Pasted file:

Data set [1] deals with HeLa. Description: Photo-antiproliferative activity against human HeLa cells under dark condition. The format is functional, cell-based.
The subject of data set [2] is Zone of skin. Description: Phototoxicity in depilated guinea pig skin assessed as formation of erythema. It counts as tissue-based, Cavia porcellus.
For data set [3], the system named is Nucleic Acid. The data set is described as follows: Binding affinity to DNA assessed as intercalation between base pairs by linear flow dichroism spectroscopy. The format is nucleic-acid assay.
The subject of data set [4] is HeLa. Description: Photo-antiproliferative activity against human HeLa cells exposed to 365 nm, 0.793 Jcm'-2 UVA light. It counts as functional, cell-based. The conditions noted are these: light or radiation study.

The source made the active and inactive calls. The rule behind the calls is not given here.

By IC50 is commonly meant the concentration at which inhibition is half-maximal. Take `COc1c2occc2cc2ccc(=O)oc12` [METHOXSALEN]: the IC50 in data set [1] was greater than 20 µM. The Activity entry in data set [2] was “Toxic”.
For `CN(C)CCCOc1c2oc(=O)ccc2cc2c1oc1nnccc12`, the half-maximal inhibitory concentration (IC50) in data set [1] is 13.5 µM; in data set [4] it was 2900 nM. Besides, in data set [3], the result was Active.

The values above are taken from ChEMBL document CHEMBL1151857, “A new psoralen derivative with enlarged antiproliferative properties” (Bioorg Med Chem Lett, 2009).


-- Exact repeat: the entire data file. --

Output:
Data set [1] deals with HeLa. Description: Photo-antiproliferative activity against human HeLa cells under dark condition. The format is functional, cell-based.
The subject of data set [2] is Zone of skin. Description: Phototoxicity in depilated guinea pig skin assessed as formation of erythema. It counts as tissue-based, Cavia porcellus.
For data set [3], the system named is Nucleic Acid. The data set is described as follows: Binding affinity to DNA assessed as intercalation between base pairs by linear flow dichroism spectroscopy. The format is nucleic-acid assay.
The subject of data set [4] is HeLa. Description: Photo-antiproliferative activity against human HeLa cells exposed to 365 nm, 0.793 Jcm'-2 UVA light. It counts as functional, cell-based. The conditions noted are these: light or radiation study.

The source made the active and inactive calls. The rule behind the calls is not given here.

By IC50 is commonly meant the concentration at which inhibition is half-maximal. Take `COc1c2occc2cc2ccc(=O)oc12` [METHOXSALEN]: the IC50 in data set [1] was greater than 20 µM. The Activity entry in data set [2] was “Toxic”.
For `CN(C)CCCOc1c2oc(=O)ccc2cc2c1oc1nnccc12`, the half-maximal inhibitory concentration (IC50) in data set [1] is 13.5 µM; in data set [4] it was 2900 nM. Besides, in data set [3], the result was Active.

The values above are taken from ChEMBL document CHEMBL1151857, “A new psoralen derivative with enlarged antiproliferative properties” (Bioorg Med Chem Lett, 2009).